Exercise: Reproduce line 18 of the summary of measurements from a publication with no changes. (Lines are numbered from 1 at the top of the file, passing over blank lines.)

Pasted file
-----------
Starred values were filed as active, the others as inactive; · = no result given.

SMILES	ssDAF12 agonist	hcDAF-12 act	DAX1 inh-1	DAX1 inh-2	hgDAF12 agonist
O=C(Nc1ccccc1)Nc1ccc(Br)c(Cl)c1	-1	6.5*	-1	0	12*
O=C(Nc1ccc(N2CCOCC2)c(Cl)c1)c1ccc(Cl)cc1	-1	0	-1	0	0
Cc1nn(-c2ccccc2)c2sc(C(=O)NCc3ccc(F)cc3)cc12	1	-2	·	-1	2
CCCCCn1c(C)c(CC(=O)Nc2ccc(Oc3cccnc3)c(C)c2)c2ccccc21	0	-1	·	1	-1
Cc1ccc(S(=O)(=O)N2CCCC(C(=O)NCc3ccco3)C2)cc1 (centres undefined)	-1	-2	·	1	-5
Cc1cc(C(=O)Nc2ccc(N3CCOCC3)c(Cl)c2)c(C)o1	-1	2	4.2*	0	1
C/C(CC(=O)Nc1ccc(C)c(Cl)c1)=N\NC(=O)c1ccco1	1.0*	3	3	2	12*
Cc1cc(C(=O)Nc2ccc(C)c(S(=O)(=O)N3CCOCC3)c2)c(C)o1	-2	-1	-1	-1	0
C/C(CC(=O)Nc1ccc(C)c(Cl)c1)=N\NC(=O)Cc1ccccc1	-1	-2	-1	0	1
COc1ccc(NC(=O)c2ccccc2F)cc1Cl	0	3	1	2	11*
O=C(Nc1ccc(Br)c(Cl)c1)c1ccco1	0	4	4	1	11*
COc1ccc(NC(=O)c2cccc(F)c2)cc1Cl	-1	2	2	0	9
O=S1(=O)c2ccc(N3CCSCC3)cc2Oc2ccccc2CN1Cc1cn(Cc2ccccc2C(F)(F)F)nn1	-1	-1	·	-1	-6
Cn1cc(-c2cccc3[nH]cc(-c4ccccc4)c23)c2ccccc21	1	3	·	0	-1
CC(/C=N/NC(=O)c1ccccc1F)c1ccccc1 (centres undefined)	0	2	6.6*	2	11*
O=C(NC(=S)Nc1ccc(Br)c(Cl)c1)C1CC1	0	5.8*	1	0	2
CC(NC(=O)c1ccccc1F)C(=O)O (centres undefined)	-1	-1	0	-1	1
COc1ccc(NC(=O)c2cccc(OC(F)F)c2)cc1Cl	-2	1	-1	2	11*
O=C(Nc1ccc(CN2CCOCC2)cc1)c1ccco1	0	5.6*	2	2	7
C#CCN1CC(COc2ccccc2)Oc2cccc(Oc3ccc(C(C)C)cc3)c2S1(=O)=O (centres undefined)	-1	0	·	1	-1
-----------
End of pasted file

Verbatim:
O=C(NC(=S)Nc1ccc(Br)c(Cl)c1)C1CC1	0	5.8*	1	0	2